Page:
22 Contribution of Biodiversity to nutrition and resilience Genetic DiversitySpecies DiversityEcosystem DiversityEnsures resilienceBasis for nutritional diversityImportant for nutritional diversityBiodiversity provides range of foodsImportant for sound agricultural managementMaintains soil fertilityHelps increase agricultural productivity
23 Biodiversity provides high variety of food: crops, livestock, forestry, and fish are important food source of human species. However, the number of species have been domesticated and cultivated are small if comparing with the number of species existing.Food supply: 30,000 species are edible. Of these, 7,000 are cultivated or collected for foodWild species and varieties can supply genes for improving domesticated species by improving their yield, disease resistance, tolerance and vigor; this can increase the profit of farming.Genetic traits from wild crop varieties introduced into domestic agricultural crops (in USA): US$8 billion per yearTotal seed-sector activities worldwide: US$45 billion per year
24 Ecosystem Services and Human Health Fresh waterMedicinal plants/ resourcesControl of infectious diseaseFoodTimber, fuel and fiberWaste management
25 Millennium Development Goals 4, 5 and 6 Goal 4 - Reduce child mortalityGoal 5 - Improve maternal healthGoal 6 - Combat HIV/AIDS, malaria, and other diseasesBiodiversity supports the ecosystem services which enable these goals to be met
26 The Importance of Biodiversity for Medicine 60% of world population relies on plants for primary healthcare80% of population in developing countriesrely on traditional medicines25% of prescriptions in United States contain plant extracts or active principles from plantsMore than 50% of the top prescription drugs in the U.S. are compounds derived from, or are based on compounds derived from, natural sources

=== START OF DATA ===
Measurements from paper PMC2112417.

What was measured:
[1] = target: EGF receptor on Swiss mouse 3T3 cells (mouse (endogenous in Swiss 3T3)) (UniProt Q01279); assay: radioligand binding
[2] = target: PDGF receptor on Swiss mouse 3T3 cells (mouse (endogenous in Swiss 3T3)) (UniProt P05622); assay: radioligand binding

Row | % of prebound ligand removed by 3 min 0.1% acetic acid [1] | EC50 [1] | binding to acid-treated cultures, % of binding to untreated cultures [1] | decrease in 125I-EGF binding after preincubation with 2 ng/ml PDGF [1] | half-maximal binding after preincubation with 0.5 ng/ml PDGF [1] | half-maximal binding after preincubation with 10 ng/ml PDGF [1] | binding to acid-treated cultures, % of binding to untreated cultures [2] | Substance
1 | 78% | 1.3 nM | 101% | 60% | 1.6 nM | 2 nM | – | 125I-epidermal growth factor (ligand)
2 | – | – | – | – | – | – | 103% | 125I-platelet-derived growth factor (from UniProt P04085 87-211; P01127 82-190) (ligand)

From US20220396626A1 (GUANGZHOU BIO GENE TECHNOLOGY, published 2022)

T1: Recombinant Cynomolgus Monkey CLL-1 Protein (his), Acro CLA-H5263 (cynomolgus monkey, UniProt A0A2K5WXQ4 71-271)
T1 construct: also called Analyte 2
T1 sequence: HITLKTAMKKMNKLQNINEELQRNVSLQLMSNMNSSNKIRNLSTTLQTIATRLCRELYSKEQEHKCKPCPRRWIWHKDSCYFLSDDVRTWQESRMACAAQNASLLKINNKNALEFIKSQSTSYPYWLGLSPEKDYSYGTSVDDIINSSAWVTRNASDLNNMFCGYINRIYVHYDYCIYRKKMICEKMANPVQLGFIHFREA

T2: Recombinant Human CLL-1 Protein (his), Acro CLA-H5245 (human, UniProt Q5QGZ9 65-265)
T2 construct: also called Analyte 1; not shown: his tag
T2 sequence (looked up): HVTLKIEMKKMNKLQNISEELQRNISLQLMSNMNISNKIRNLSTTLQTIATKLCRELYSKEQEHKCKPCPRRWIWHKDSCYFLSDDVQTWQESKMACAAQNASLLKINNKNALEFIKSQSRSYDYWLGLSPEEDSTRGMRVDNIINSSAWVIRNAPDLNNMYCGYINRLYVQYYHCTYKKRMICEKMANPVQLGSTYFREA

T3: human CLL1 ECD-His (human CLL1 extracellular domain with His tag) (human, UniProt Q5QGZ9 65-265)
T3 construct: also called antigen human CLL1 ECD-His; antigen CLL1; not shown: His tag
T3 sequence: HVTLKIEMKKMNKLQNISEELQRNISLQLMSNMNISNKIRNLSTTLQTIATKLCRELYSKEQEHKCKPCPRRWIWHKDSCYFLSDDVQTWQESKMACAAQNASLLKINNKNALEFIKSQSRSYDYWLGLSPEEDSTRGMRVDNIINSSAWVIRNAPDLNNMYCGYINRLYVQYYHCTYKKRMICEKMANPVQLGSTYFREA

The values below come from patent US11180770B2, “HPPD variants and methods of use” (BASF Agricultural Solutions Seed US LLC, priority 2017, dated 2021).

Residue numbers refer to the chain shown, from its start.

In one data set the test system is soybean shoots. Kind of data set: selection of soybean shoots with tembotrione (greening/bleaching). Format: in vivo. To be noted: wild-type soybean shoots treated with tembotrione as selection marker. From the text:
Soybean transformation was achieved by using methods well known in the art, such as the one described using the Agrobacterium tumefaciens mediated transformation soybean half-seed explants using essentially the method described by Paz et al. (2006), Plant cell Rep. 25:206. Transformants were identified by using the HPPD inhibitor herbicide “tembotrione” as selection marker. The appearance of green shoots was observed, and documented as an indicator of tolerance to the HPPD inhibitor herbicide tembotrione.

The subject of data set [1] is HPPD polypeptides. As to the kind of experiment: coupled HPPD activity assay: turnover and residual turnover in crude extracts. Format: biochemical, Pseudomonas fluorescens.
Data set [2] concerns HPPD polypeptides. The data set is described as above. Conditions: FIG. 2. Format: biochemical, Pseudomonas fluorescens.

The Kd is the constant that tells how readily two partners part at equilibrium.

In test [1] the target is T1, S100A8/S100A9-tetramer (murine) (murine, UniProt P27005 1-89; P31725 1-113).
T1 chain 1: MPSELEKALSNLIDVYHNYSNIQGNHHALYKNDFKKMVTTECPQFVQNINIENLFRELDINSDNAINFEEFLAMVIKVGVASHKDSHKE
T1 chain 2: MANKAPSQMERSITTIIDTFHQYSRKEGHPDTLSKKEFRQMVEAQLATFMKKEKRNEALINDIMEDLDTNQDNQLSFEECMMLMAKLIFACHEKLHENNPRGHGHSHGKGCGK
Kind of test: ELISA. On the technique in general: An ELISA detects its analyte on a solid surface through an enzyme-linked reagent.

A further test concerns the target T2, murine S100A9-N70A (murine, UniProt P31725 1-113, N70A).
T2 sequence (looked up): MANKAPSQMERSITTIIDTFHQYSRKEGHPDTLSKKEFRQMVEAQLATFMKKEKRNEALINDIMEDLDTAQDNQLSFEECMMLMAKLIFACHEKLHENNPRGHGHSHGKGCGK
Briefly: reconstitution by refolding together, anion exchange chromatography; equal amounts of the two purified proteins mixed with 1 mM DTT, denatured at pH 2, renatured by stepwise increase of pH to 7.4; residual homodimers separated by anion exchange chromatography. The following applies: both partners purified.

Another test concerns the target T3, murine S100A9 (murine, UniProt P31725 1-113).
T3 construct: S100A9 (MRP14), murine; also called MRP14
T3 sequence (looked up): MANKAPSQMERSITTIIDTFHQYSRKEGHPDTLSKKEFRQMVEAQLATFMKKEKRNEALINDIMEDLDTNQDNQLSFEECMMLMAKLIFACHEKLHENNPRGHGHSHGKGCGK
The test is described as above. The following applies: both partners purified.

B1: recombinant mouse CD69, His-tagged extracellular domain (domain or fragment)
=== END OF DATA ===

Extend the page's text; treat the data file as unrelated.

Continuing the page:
27 A wide variety of plants, animals and fungi are used as medicine A wide variety of plants, animals and fungi are used as medicine. Wild plant species have been used for medicinal purposes since before the beginning of recorded history.Source of medicine (health care): 20,000 species are used in traditional medicine for about 2.5 billion people; 5,000 species are potential source of commercial drugsOver 60% of world population depends on plant medicines for their primary health care. For example, quinine from the cinchona tree has been used to treat malaria, digitalis from the foxglove plant treats chronic heart trouble, and morphine from the poppy plant gives pain relief.
28 Global market for herbal drugs: US$47 billion in 2000 Sales of prescription drugs containing ingredients from wild plants (in USA): US$15 billion in 1990According to the National Cancer Institute, over 70 % of the promising anti-cancer drugs come from plants in the tropical rainforests. It is estimated that of the 250,000 known plant species, only 5,000 have been researched for possible medical applications. Ethno-pharmacy is the branch of science that investigates traditional medicines.
29 Animals may also play a role, in particular in research Animals may also play a role, in particular in research. In traditional remedies, animals are extenively used as drugs. Many animals also medicate themselves. Zoopharmacognosy is the study of how animals use plants, insects and other inorganic materials in self-medicatation.